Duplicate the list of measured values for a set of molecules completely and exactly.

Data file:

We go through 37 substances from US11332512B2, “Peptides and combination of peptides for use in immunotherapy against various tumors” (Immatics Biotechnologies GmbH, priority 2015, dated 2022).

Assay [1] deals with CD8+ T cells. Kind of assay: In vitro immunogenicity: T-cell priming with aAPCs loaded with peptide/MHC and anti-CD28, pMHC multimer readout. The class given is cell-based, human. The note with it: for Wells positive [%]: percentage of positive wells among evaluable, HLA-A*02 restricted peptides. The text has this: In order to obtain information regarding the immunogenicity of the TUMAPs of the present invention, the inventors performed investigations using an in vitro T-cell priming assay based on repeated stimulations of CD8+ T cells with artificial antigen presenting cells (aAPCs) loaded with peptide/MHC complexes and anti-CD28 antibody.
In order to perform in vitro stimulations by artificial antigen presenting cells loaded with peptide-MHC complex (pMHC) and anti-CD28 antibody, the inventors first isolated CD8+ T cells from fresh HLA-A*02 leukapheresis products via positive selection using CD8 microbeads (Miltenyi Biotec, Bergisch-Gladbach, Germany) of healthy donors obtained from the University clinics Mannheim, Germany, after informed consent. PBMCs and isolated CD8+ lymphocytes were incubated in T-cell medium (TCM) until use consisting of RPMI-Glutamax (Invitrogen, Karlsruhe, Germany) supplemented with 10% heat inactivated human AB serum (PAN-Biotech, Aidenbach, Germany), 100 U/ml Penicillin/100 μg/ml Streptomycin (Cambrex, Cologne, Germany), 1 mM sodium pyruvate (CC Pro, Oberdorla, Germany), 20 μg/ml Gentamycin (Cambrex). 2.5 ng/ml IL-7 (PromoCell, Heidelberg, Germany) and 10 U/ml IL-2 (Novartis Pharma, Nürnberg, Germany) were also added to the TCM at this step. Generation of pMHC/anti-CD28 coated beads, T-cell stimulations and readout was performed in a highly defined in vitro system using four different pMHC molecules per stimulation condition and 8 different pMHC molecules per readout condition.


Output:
We go through 37 substances from US11332512B2, “Peptides and combination of peptides for use in immunotherapy against various tumors” (Immatics Biotechnologies GmbH, priority 2015, dated 2022).

Assay [1] deals with CD8+ T cells. Kind of assay: In vitro immunogenicity: T-cell priming with aAPCs loaded with peptide/MHC and anti-CD28, pMHC multimer readout. The class given is cell-based, human. The note with it: for Wells positive [%]: percentage of positive wells among evaluable, HLA-A*02 restricted peptides. The text has this: In order to obtain information regarding the immunogenicity of the TUMAPs of the present invention, the inventors performed investigations using an in vitro T-cell priming assay based on repeated stimulations of CD8+ T cells with artificial antigen presenting cells (aAPCs) loaded with peptide/MHC complexes and anti-CD28 antibody.
In order to perform in vitro stimulations by artificial antigen presenting cells loaded with peptide-MHC complex (pMHC) and anti-CD28 antibody, the inventors first isolated CD8+ T cells from fresh HLA-A*02 leukapheresis products via positive selection using CD8 microbeads (Miltenyi Biotec, Bergisch-Gladbach, Germany) of healthy donors obtained from the University clinics Mannheim, Germany, after informed consent. PBMCs and isolated CD8+ lymphocytes were incubated in T-cell medium (TCM) until use consisting of RPMI-Glutamax (Invitrogen, Karlsruhe, Germany) supplemented with 10% heat inactivated human AB serum (PAN-Biotech, Aidenbach, Germany), 100 U/ml Penicillin/100 μg/ml Streptomycin (Cambrex, Cologne, Germany), 1 mM sodium pyruvate (CC Pro, Oberdorla, Germany), 20 μg/ml Gentamycin (Cambrex). 2.5 ng/ml IL-7 (PromoCell, Heidelberg, Germany) and 10 U/ml IL-2 (Novartis Pharma, Nürnberg, Germany) were also added to the TCM at this step. Generation of pMHC/anti-CD28 coated beads, T-cell stimulations and readout was performed in a highly defined in vitro system using four different pMHC molecules per stimulation condition and 8 different pMHC molecules per readout condition.